Business intelligence (BI) can unlock the value of data for your enterprise by providing data analytics reporting and visualization capabilities. But businesses seeking to modernize with the best data technologies and methods may find themselves wading in a sea of jargon. This guide introduces the concepts business leaders need to know to take advantage of business intelligence.
BI is a collection of software tools, supporting infrastructure, and data practices designed to leverage enterprise data to improve business decision-making. BI helps managers and stakeholders see trends in their data and derive insights, both visually and through summarization, often using statistical methods. BI comprises many functions, including data discovery, data mining, reporting, visualization, and dashboarding.
The term "business intelligence" has existed for more than a century. It originally referred to the employment of information to increase business profits and improve enterprise performance. BI as it exists today is an offshoot of decision support systems (DSS), which originated in the 1960s.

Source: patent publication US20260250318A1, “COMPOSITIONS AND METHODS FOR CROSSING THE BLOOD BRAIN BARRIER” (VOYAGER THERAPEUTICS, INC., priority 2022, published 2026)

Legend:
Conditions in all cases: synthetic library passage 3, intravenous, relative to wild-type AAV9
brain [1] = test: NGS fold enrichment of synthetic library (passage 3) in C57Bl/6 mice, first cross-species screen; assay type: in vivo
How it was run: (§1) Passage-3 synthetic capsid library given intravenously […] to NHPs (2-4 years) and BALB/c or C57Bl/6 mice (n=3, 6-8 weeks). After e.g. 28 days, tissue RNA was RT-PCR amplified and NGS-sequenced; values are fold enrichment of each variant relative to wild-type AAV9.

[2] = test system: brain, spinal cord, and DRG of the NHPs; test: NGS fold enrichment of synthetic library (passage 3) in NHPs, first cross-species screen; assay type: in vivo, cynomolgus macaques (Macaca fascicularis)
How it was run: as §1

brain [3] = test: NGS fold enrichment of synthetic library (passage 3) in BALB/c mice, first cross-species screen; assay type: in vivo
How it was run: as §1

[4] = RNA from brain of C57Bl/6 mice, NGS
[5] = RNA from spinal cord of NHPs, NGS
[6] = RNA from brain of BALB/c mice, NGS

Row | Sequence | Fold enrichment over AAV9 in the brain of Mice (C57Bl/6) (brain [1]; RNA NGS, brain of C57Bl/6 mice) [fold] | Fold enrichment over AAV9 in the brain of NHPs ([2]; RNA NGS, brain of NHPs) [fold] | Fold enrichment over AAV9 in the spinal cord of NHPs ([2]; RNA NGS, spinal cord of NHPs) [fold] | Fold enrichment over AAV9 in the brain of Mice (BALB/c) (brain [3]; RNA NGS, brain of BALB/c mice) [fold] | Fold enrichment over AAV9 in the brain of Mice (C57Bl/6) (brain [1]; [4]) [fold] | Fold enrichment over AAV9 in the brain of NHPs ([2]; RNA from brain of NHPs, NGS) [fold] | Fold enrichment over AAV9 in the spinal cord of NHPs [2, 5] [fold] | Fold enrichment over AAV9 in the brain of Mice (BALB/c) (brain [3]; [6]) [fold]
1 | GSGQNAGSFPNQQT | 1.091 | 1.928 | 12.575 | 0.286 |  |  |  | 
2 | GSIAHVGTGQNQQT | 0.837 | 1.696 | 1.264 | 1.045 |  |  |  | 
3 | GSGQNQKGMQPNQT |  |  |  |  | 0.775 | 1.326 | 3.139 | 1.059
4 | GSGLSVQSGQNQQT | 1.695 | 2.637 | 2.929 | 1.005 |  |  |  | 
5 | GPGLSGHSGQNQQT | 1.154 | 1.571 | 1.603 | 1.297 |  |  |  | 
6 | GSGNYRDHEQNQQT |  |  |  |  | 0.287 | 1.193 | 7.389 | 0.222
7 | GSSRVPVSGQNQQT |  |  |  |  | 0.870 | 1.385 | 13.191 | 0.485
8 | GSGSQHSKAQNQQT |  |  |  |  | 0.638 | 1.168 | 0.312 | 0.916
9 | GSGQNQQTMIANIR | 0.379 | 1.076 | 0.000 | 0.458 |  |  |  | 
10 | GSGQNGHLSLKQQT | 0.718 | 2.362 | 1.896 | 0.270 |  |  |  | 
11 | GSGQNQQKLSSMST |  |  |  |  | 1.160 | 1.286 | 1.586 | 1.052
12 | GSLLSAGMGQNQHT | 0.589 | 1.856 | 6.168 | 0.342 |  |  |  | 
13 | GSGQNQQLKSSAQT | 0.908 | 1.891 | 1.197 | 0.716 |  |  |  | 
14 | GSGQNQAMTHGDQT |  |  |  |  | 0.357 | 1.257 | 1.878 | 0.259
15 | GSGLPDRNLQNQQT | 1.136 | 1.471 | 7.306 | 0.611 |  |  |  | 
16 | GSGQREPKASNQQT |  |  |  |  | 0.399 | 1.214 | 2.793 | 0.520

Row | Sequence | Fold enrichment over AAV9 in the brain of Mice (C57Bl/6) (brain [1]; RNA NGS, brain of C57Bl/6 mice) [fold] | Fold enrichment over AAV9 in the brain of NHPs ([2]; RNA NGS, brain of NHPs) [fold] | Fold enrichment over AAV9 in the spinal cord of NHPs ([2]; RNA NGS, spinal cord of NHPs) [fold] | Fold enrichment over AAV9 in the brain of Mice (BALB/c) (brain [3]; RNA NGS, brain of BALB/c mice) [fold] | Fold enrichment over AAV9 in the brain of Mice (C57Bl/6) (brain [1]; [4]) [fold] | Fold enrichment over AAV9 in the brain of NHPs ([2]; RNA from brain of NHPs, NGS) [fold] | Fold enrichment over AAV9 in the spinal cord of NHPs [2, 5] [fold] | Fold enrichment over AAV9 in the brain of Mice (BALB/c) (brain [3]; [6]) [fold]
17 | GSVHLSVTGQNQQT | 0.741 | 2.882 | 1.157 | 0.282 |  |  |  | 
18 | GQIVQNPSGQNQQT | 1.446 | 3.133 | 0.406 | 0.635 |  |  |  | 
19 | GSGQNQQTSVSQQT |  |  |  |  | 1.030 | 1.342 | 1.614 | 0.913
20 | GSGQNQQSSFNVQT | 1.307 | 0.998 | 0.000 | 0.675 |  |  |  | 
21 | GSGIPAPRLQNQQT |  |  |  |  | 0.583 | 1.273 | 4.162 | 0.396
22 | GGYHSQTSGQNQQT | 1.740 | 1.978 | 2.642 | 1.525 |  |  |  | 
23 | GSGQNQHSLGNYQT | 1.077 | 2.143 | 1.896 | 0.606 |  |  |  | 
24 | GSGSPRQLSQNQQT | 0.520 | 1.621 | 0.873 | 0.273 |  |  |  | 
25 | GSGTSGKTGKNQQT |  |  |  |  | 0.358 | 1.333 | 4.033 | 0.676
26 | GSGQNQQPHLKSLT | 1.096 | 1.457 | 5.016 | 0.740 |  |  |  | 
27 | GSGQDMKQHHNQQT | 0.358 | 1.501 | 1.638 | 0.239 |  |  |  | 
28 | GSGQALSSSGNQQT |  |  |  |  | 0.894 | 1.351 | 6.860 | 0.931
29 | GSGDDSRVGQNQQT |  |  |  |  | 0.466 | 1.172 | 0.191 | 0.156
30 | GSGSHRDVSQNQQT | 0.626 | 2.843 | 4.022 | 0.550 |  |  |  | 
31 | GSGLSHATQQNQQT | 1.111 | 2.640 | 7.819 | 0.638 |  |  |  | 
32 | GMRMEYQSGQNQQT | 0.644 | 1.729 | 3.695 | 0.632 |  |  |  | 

BI involves using and analyzing data throughout an organization. It's a necessary part of any modern enterprise's data infrastructure, as it provides operational, tactical, and strategic insights.
BI covers an array of software and ideas, and understanding its scope involves becoming familiar with other data-related terms, such as data analytics, data warehousing, data lake, data modeling, ETL, and data integration.
Data analytics consists of the processes used to examine and obtain insights from data. While BI evolved out of DSS, data analytics has more in common with data mining and statistical modeling.
BI and data analytics are related but distinct concepts. BI is focused on data visualization and reporting, and some BI tools can be used effectively by any authorized manager or stakeholder in an enterprise. Data analytics is more often the purview of data scientists, who instead work with programming languages like Python or R, and take advantage of their computational, statistical, and subject matter expertise to answer difficult business questions.